Remarks Prepared for Delivery by The Honorable Elaine L. Chao For Naturalization Ceremony

August 13, 2013

Congratulations on becoming full fledged Americans!

Thank you for allowing me to join you on your very special day.

Like you, I am an immigrant to this country and I know how you must feel on this very special day because I can still remember how I felt when I received my American citizenship many years ago.

As you may guess, I am an American of Chinese descent.  My parents, Ruth and James, left China at the peak of the Civil War and immigrated to Taiwan where they had to start a new life.

When I was five years old, and my mother was seven months pregnant with my younger sister, my father took a national examination, scored #1 and broke all the previous records.  Because of this achievement, he was able to immigrate to America to seek a better life for all of us.  But, we couldn’t go with him.  So, we waited behind.

Three long years passed before my father was finally able to bring us to America.  We didn’t come by airplane; he couldn’t afford that.  We came to America on a cargo ship and the ocean journey took 37 days.

My sister was already three years old before my father met her for the first time in America.

Needless to say, our initial years in America were very difficult.  We didn’t speak the language, couldn’t eat the food, didn’t understand the culture, and didn’t have any family or friends here.  Our little family of five lived in a small one-bedroom apartment.  My father worked 3 jobs to make ends meet.

I remember how terrifying it was at times to be in this strange new country where we didn’t know whether we would ever get our citizenship or be able to fit in.

We had to wait another 11 years to receive our citizenships so I was 19 before I became a naturalized American citizen.

When we finally received our American citizenship, I remember the tremendous sense of relief; it was like finally being able to exhale.

Throughout those years of adversity, my parents’ faith, optimism, determination, and belief in America’s promise of opportunity and the decency of the American people helped us overcome so many obstacles.

When my family and I first arrived in America, our goal was so modest – we simply wanted our little family to survive.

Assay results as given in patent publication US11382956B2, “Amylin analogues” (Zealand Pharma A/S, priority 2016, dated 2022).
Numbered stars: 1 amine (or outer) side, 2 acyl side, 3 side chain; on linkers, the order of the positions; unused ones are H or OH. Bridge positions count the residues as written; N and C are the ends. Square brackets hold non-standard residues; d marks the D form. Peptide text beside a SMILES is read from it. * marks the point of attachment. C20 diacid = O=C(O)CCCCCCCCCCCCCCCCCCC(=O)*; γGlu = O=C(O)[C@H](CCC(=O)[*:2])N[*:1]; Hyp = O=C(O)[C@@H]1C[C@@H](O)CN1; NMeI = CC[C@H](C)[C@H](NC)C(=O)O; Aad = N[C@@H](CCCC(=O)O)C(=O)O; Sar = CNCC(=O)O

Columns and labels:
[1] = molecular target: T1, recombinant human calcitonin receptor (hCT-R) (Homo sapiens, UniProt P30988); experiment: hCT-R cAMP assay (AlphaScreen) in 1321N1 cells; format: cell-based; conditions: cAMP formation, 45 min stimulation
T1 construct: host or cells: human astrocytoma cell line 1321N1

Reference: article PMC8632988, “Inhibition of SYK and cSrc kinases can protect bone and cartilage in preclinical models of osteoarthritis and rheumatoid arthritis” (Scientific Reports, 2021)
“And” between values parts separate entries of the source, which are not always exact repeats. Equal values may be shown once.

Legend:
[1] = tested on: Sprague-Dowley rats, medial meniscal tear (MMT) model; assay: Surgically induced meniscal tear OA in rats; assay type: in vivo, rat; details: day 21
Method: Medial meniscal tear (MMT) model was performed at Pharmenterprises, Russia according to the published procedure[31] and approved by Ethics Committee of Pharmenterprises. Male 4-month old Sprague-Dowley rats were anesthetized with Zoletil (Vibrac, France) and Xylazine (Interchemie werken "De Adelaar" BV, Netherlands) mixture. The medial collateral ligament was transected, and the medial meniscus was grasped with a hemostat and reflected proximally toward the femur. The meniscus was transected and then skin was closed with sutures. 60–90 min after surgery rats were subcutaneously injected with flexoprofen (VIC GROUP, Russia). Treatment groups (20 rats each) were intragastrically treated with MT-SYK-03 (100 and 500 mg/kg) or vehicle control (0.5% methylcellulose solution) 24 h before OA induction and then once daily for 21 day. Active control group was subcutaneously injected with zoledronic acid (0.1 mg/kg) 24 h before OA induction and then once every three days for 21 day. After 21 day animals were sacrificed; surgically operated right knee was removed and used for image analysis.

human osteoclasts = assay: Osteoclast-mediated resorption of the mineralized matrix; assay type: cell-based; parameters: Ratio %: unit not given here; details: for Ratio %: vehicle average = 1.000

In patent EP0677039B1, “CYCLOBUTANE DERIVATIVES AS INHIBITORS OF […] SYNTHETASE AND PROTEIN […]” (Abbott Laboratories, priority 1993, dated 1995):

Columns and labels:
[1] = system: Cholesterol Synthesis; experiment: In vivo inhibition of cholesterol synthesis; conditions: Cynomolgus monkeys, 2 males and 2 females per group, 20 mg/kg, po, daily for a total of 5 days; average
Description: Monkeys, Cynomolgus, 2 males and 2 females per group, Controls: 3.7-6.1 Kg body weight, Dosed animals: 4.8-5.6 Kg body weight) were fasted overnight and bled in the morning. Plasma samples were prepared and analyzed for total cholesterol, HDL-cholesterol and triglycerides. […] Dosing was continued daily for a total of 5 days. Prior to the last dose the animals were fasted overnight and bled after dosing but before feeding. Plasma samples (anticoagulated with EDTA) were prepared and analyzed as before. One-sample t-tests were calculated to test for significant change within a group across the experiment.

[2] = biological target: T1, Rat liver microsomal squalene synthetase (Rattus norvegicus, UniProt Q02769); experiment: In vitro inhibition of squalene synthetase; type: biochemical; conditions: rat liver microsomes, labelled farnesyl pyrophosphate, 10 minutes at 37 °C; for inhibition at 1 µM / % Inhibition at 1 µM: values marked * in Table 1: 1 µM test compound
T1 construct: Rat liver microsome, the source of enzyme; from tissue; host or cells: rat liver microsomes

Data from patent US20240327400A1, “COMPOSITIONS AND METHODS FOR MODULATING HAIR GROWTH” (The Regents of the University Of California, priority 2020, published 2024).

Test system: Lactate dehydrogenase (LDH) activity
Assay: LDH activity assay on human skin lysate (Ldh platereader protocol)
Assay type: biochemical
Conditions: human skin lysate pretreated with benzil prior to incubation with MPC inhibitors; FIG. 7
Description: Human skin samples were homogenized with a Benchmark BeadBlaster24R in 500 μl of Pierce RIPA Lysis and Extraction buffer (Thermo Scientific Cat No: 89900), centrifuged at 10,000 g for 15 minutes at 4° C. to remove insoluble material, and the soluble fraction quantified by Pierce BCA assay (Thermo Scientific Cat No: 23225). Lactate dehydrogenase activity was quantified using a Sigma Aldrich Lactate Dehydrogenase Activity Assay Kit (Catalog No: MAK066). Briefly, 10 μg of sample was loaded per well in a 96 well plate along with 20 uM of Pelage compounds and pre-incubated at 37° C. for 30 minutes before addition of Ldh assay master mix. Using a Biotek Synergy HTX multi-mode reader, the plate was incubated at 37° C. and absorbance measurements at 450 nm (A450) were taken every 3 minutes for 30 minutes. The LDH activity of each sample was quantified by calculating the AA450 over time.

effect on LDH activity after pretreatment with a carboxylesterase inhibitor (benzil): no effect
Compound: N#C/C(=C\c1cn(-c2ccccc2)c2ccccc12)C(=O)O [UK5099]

Little did we know then, that I would have the life and career I’ve had:  be the Director of the Peace Corps, President and CEO of United Way of America, the first Asian American woman ever to be appointed to a President’s cabinet in American history.  Or, that I would be the first Kentucky woman to be serve in the Cabinet of the United States President.

As you begin your life as new citizens, I want to commend you for your courage and belief in America in coming to this country to start a better life for you and your family!

I shared my story with you not to boast but to reassure you that all your hardwork and sacrifices have been worth it and that you and your family will have so many opportunities to look forward to in this wonderfully open and generous country.

Your contributions help to make America the rich diverse country that it is today!

Finally, I also want to send the greetings of my husband, Senator Mitch McConnell, without whom my life would not be complete.  If my parents hadn’t come to America, I would never have met the love of my life!  Mitch is a great supporter of women and of the invaluable contributions immigrants make to America.  I could not have achieved what I’ve been able to achieve without him.

Congratulations again.  You are now citizens of the greatest country in the world.
P. O. Box 1118
Washington, D. C. 20013
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